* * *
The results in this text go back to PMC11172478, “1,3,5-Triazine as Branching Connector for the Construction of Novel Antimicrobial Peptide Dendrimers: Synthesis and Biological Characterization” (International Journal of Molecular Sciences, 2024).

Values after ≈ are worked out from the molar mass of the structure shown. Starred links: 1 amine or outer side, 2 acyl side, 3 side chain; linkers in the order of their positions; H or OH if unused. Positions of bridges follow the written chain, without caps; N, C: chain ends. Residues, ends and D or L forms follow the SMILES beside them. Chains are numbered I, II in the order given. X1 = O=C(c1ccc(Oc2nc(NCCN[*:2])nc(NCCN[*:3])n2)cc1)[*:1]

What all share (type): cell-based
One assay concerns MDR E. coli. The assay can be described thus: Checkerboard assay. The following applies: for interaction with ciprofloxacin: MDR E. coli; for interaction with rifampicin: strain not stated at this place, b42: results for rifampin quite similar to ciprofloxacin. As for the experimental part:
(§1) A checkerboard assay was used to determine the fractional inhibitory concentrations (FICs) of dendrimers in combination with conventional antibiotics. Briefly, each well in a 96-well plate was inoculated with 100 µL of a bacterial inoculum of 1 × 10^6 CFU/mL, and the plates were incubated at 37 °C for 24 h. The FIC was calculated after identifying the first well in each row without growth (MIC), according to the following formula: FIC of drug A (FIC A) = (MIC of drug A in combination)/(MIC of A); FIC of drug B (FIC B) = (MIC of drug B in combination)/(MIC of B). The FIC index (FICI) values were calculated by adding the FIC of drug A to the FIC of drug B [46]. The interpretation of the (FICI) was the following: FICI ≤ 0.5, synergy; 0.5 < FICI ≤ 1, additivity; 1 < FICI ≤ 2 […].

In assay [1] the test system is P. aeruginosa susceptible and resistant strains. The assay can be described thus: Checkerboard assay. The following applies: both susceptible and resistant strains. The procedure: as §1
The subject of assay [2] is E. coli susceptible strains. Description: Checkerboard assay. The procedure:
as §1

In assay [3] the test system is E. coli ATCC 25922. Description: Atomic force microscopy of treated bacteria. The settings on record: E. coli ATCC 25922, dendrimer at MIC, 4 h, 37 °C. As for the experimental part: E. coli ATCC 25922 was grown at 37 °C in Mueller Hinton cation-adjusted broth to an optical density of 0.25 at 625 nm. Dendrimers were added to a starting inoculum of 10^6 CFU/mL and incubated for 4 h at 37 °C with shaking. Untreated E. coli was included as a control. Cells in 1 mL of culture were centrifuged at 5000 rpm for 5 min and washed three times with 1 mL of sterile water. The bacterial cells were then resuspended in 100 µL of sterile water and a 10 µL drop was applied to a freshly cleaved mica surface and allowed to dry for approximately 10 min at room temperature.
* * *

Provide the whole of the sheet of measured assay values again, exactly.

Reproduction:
The results in this text go back to PMC11172478, “1,3,5-Triazine as Branching Connector for the Construction of Novel Antimicrobial Peptide Dendrimers: Synthesis and Biological Characterization” (International Journal of Molecular Sciences, 2024).

Values after ≈ are worked out from the molar mass of the structure shown. Starred links: 1 amine or outer side, 2 acyl side, 3 side chain; linkers in the order of their positions; H or OH if unused. Positions of bridges follow the written chain, without caps; N, C: chain ends. Residues, ends and D or L forms follow the SMILES beside them. Chains are numbered I, II in the order given. X1 = O=C(c1ccc(Oc2nc(NCCN[*:2])nc(NCCN[*:3])n2)cc1)[*:1]

What all share (type): cell-based
One assay concerns MDR E. coli. The assay can be described thus: Checkerboard assay. The following applies: for interaction with ciprofloxacin: MDR E. coli; for interaction with rifampicin: strain not stated at this place, b42: results for rifampin quite similar to ciprofloxacin. As for the experimental part:
(§1) A checkerboard assay was used to determine the fractional inhibitory concentrations (FICs) of dendrimers in combination with conventional antibiotics. Briefly, each well in a 96-well plate was inoculated with 100 µL of a bacterial inoculum of 1 × 10^6 CFU/mL, and the plates were incubated at 37 °C for 24 h. The FIC was calculated after identifying the first well in each row without growth (MIC), according to the following formula: FIC of drug A (FIC A) = (MIC of drug A in combination)/(MIC of A); FIC of drug B (FIC B) = (MIC of drug B in combination)/(MIC of B). The FIC index (FICI) values were calculated by adding the FIC of drug A to the FIC of drug B [46]. The interpretation of the (FICI) was the following: FICI ≤ 0.5, synergy; 0.5 < FICI ≤ 1, additivity; 1 < FICI ≤ 2 […].

In assay [1] the test system is P. aeruginosa susceptible and resistant strains. The assay can be described thus: Checkerboard assay. The following applies: both susceptible and resistant strains. The procedure: as §1
The subject of assay [2] is E. coli susceptible strains. Description: Checkerboard assay. The procedure:
as §1

In assay [3] the test system is E. coli ATCC 25922. Description: Atomic force microscopy of treated bacteria. The settings on record: E. coli ATCC 25922, dendrimer at MIC, 4 h, 37 °C. As for the experimental part: E. coli ATCC 25922 was grown at 37 °C in Mueller Hinton cation-adjusted broth to an optical density of 0.25 at 625 nm. Dendrimers were added to a starting inoculum of 10^6 CFU/mL and incubated for 4 h at 37 °C with shaking. Untreated E. coli was included as a control. Cells in 1 mL of culture were centrifuged at 5000 rpm for 5 min and washed three times with 1 mL of sterile water. The bacterial cells were then resuspended in 100 µL of sterile water and a 10 µL drop was applied to a freshly cleaved mica surface and allowed to dry for approximately 10 min at room temperature.